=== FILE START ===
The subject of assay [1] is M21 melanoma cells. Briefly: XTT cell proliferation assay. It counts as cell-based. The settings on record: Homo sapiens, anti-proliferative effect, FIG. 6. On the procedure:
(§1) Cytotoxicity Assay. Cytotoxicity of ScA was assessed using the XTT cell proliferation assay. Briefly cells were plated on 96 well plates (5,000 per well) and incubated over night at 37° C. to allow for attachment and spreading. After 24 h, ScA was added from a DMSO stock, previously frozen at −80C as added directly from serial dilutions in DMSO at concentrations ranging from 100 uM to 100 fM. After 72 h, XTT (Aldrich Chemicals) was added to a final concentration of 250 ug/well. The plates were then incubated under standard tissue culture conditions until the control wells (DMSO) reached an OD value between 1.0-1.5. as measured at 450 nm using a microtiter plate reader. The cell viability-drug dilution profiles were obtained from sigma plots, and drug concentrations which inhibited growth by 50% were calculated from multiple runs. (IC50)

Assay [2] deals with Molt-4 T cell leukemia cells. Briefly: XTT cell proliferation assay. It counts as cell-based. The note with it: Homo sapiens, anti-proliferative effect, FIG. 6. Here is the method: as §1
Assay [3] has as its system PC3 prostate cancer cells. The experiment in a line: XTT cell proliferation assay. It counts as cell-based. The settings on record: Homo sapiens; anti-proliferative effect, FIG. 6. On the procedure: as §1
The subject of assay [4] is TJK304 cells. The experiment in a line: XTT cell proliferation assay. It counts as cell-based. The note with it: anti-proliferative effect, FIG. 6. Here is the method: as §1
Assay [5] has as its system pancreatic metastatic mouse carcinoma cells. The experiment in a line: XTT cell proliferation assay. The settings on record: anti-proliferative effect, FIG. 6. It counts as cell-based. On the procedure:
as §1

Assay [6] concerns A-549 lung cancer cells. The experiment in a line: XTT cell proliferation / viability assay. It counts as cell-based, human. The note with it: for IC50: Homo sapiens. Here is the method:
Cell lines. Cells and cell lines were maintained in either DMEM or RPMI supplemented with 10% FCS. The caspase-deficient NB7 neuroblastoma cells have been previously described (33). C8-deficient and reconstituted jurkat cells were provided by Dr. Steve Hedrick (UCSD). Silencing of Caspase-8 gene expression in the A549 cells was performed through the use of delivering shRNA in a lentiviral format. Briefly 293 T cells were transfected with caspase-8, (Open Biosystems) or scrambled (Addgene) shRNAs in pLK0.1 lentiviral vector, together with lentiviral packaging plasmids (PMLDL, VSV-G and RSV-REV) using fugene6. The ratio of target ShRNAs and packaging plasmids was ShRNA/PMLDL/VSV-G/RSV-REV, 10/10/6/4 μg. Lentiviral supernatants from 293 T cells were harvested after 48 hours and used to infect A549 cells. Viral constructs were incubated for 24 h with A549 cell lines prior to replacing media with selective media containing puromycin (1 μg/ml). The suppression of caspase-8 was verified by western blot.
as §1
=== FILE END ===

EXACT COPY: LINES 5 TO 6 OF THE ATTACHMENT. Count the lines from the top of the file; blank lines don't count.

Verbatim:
The subject of assay [4] is TJK304 cells. The experiment in a line: XTT cell proliferation assay. It counts as cell-based. The note with it: anti-proliferative effect, FIG. 6. Here is the method: as §1
Assay [5] has as its system pancreatic metastatic mouse carcinoma cells. The experiment in a line: XTT cell proliferation assay. The settings on record: anti-proliferative effect, FIG. 6. It counts as cell-based. On the procedure: